The Anthropocene I investigate arises when metallurgy, manufacturing and the long-distance transport of resources and technologies become organised around capitalist logics – and when human–human social relations are replaced by relations between things. This does not encompass the entirety of the Anthropocene, but by restricting ourselves to this specific interplay between material practices (resources to gadgets) and psychological desires (a dehumanised sociability) we can demystify and defetishise technological objects, and articulate a pragmatic ethical account of the technologies essential to post-1920s popular music that better understands them as technical individuals (Simondon Reference Simondon2017). Thinking through tangible anthropocenic formations forces us to articulate direct linkages: holes in the ground and human/biological/zoological calamities at specific sites within the DRC and Indonesia, toxic waste seepage at smelting and component manufacturing sites in the United States and China (among a broader set of sites) directly led to this black box sitting at a recording studio in the anglophone first world. Adopting such a global accounting (Smith and Mantz Reference Smith, Mantz and Kirsch2006) is imperative for understanding the ontology of recorded and amplified music and its technologies, and clarifies whether adopting yet more extractivist technologies is ‘worth it’ in relation to the purported sociopolitical and aesthetic gains of this music. Whilst the Anthropocene transpires at a planetary scale, it is not experienced the same by everyone, just like the uneven resource and monetary flows that are constitutive of the Anthropocene to begin with:
The Anthropocene as caused and experienced by a Western urbanite is very different from that experienced by an African subsistence farmer, for example; however, much Anthropocene writing tends to refer to humanity as a collective ‘we’ that ignores and occludes huge disparities in power, impact, and the corresponding issues surrounding justice and equity. (Malhi Reference Malhi2017, p. 97)
(Re)articulating long-standing colonial maps of power, desires in first world metropolises are realised by exploiting the resource curse (Auty Reference Auty1993) and precarious labour of the third world and of the first world's own peripheries. Subsequently, first-world fetishisations of technology are sold throughout the world alongside their supporting technological objects, expanding the bedrock of desire for capitalocenic resource extractivism.
The ready-made box that you buy at a gear store is designed to conceal the stories of its resource origins. Consumers do not typically know anything about what any of the parts inside are or do, or may know a little about one part (e.g. the alleged audible signature of an esoteric vacuum tube that is widely discussed on online forums) but not any of the others. Although I had made a few audio devices from kits or schematics before and teach my students how to breadboard a three-oscillator synthesiser (Collins Reference Collins2009), I only learned the ramifications of musical-technological participation while researching this article. Accordingly, a global accounting of electronics cannot derive from nor remain within just one academic field or domain of practical knowledge. Analogue circuit layout engineers might recognise the parts and why they were chosen for the task, but would not know how the individual parts were made, what they are made of, and where the stuff came from. A component manufacturer might know how to combine refined materials, but not where the materials originated or how they were refined into a usable form. A miner removing ore from a pit knows more than anyone where resources come from, but not what happens to them after they have been sold to buyers. Environmental scientists, resource ecologists, and local communities around extraction or refining or manufacturing sites experience first-hand the ‘environmental effects’. Compounding things, since at least the 1940s, mining, resource smelting/purification, component manufacturing, design, assembly, retail, and consumption sites are likely to be located in different countries.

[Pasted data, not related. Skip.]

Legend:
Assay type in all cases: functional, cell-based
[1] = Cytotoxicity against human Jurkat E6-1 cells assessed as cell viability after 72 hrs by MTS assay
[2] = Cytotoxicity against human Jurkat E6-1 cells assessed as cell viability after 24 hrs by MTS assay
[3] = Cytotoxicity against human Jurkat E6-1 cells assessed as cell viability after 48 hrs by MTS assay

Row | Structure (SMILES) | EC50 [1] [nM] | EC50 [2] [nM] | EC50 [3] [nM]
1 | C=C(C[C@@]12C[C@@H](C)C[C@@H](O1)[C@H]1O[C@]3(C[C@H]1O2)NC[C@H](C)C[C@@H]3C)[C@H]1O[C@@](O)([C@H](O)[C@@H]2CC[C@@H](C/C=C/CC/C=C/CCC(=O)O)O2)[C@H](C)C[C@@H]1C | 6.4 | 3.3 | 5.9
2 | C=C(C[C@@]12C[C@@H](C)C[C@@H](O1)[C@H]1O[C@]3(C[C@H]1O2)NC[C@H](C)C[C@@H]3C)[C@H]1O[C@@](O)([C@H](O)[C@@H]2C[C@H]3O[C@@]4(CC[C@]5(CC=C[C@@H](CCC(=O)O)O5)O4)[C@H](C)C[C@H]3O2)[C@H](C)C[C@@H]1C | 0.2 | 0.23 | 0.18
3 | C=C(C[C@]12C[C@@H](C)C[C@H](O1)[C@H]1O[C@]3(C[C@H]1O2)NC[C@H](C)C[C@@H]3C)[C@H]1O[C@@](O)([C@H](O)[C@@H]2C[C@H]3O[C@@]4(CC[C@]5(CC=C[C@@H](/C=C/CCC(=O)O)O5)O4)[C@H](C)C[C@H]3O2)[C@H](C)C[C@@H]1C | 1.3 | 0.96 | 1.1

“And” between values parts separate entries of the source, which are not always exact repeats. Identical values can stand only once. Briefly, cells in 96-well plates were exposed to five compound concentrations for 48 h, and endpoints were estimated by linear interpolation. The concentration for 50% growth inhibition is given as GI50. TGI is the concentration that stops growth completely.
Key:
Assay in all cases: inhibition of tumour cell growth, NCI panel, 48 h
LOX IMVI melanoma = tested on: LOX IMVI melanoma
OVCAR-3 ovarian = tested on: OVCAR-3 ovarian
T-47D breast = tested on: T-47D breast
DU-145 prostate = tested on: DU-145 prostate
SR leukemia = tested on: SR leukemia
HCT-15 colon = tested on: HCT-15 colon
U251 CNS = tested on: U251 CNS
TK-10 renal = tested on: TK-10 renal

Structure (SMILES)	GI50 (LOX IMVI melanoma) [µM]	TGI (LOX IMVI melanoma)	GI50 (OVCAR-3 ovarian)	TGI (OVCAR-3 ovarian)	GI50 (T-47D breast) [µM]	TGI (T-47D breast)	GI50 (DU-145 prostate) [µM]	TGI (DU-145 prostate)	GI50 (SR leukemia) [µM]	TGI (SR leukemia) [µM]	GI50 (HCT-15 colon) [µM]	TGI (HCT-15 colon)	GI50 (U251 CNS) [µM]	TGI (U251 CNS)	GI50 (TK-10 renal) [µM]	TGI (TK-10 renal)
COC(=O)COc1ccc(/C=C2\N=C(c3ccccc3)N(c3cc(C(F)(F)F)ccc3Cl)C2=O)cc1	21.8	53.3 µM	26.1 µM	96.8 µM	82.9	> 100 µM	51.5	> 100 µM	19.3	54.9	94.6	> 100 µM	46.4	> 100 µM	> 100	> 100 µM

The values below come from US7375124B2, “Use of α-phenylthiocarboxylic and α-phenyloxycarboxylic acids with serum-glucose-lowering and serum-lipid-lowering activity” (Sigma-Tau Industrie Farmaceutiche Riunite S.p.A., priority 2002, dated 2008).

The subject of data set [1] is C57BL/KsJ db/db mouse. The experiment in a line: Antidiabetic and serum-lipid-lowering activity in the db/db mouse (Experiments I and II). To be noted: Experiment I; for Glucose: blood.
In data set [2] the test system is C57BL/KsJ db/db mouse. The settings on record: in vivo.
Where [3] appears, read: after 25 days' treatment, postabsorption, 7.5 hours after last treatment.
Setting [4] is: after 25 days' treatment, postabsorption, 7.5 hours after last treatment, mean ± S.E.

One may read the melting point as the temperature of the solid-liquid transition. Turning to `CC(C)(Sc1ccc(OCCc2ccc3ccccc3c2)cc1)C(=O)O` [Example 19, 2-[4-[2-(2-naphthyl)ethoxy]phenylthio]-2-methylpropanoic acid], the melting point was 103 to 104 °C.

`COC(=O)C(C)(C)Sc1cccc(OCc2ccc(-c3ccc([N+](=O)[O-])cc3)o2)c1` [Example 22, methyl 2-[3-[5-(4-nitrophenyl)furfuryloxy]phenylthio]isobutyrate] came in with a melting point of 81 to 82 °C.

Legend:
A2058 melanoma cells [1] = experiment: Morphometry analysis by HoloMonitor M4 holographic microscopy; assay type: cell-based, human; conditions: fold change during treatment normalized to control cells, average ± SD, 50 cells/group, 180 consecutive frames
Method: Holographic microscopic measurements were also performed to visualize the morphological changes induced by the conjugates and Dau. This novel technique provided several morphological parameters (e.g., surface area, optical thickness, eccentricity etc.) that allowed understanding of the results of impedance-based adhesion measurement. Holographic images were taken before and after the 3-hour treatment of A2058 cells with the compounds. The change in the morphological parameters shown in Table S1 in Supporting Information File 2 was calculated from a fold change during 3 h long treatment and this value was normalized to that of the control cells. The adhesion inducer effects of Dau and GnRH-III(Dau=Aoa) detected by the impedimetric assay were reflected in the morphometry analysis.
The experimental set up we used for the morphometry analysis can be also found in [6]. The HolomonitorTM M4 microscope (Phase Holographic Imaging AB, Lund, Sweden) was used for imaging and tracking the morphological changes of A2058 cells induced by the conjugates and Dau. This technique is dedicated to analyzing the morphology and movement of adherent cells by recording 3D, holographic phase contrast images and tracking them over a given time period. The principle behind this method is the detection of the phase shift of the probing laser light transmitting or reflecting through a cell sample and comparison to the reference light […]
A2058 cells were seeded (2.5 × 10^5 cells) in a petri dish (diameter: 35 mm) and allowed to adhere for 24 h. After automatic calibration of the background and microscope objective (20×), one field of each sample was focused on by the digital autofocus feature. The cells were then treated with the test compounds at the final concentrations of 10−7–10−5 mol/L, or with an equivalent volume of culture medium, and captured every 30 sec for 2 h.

The Focusrite Red 8 microphone preamp: opening the (red) box
A microphone preamp is a device that takes the output of a microphone and brings it up to the standard level of other professional studio technologies. There are many ways to make a mic preamp, but every device will either use vacuum tubes or transistors (Lojek Reference Lojek2007) to do the actual amplification, alongside many standard ‘passive’ components (capacitors, resistors, diodes) used within the signal path, in the device's power supply, and in supporting the front-panel controls that make up the device's user interface. In 1993, the UK-based company Focusrite released their Red series of gear, including their Red 8 preamp (Figure 1). The circuit topology had been designed by Rupert Neve (who was no longer with the company), and the striking red panel and milled aluminium case (Figure 2) was the concept of Focusrite's tech director Richard Salter and draftsman Barry Neale. The device is credited with transforming the look of recording studio rack gear from the ubiquitous black or silver test equipment look to more unique, appealing aesthetic designs (Lockwood Reference Lockwood2019). Aside from appearances, this 1990s–2000s preamp, like most contemporaneous studio gear, incorporated a mix of older and newer technologies. The assembly is ‘through-hole’, meaning that each component has solder-covered lead wires that fit through holes on the circuit board, and someone hand-soldered it all together to electrically connect components. No attempt had been made to miniaturise things. The unit weighs in at a hefty 7.3 kilograms, which is two orders of magnitude heavier than available integrated circuits that nominally accomplished the same technical task.